Join Sicilian cook, writer, and photographer Cettina Vicenzino as she shares more than 70 authentic and mouth-watering recipes from this unique Mediterranean island. While only a few miles from Italy, Sicily’s heritage is proudly distinct from that of the mainland, favouring dishes packed with spices, citrus fruits, cheeses, olives, tomatoes, eggplants, and seafood.
Embark on the enchanting culinary journey and experience the culinary delights of the Sicilian diet. Featuring three strands of Sicilian cooking—Cucina Povera (peasant food), Cibo di Strada (street food), and Cucina dei Monsù (sophisticated food)—alongside profiles on local chefs and food producers, The Sicily Cookbook invites you to discover the island’s culinary culture and let your summer cooking burst with Mediterranean sunshine.
Sweet meatballs with almonds and cinnamon (Polpette dolci)
Polpette are hugely popular in Sicily and made with all kinds of different ingredients, such as eggplants (see p.176), ricotta (see p.107), or simply with flavoured fresh breadcrumbs. These sweet polpettes are inspired by a recipe from Maria Grammatico in her book Bitter Almonds. She describes that, in the postwar years, polpette dolci were the favourite festive treat served to children at the San Carlo abbey. The nuns certainly bulked out the meat in their polpette with quite a lot of breadcrumbs; Maria halved the quantity in her recipe. The raisins used here would have been those that weren’t quite good enough for making dessert.
Serves 4 Prep 1 1/2 hrs, plus soaking time
For the sauce
2 tbsp extra-virgin olive oil
1 large onion, finely chopped
1 large garlic clove, finely chopped
1 heaped tbsp tomato paste
1 1/2 lb (700 g) tomato sauce
1 cinnamon stick
sea salt and freshly ground
For the meatballs
8 tbsp (70 g) blanched almonds
5 tsp (20 g) granulated sugar
1 cup (100 g) fresh breadcrumbs
2/3 cup (140 ml) whole milk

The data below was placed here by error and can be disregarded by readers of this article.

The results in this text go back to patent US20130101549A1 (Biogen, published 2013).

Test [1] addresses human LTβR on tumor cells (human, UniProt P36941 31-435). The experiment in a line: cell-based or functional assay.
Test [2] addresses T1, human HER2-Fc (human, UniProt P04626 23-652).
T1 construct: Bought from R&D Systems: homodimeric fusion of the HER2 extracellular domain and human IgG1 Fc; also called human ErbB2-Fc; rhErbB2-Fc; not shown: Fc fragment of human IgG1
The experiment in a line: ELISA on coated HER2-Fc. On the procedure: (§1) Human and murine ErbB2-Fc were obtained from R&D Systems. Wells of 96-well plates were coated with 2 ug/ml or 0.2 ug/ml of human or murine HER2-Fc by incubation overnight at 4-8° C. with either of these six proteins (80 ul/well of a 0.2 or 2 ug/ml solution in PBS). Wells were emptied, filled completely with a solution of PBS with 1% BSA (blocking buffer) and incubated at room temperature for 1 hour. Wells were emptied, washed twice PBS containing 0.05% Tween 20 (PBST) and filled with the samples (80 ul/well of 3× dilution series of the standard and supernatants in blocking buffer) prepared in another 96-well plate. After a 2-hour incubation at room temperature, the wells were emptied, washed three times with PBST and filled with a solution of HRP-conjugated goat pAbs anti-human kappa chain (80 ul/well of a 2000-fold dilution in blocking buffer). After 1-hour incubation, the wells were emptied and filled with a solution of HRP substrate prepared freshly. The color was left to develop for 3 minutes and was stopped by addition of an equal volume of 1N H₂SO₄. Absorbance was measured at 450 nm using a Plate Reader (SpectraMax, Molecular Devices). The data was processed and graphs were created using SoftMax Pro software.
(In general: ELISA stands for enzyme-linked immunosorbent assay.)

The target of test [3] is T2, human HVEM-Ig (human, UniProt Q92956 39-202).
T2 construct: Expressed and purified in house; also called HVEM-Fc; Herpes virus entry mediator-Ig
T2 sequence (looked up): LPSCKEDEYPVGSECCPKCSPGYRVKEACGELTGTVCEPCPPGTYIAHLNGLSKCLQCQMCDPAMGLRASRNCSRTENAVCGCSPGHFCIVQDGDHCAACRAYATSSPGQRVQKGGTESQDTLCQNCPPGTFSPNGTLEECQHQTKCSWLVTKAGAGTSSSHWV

1 lb 1 oz (480 g) ground beef
2 3/4 oz (80 g) pecorino cheese, finely grated
2 tbsp (30 g) raisins
2 tbsp plus 1 tsp (20 g) pine nuts, plus extra to serve
1 1/2 tsp ground cinnamon
2 medium eggs
extra-virgin olive oil
oregano leaves, to serve
- To make the tomato sauce, heat the olive oil in a pan over medium heat and fry the onion with the garlic without letting them take on any colour. Stir in the tomato paste or strattù along with 12 /3 cups (400 ml) of hot water, bring to a boil, then simmer everything for 1 minute. Stir in the sauce and cinnamon stick, season with salt and pepper, and simmer for about 10 minutes.
- Meanwhile, to make the meatballs, blend the almonds and sugar in a food processor or blender until the almonds are reduced to little chunks with just a bit of texture. Soak the breadcrumbs in the milk in a bowl for 20 minutes. Combine the almond mixture and breadcrumbs with the beef, cheese, raisins, pine nuts, and ground cinnamon in a bowl. Season with salt, pepper, and chilli flakes. Stir in the eggs one at a time. The mixture should not be too firm or too soft.
- Heat some olive oil in a frying pan over medium heat. Use your hands to form 16 meatballs from the mixture. Fry them in the hot oil until golden brown on all sides, then transfer the meatballs to the tomato sauce and simmer gently for another 20 minutes. If the sauce becomes too thick, add some boiling water.
- Take 4 deep plates and arrange 4 meatballs and some sauce on each. Scatter each with oregano leaves and pine nuts, grind over some black pepper, and serve drizzled with a dash of olive oil.
Recipe reprinted with permission from DK publishing.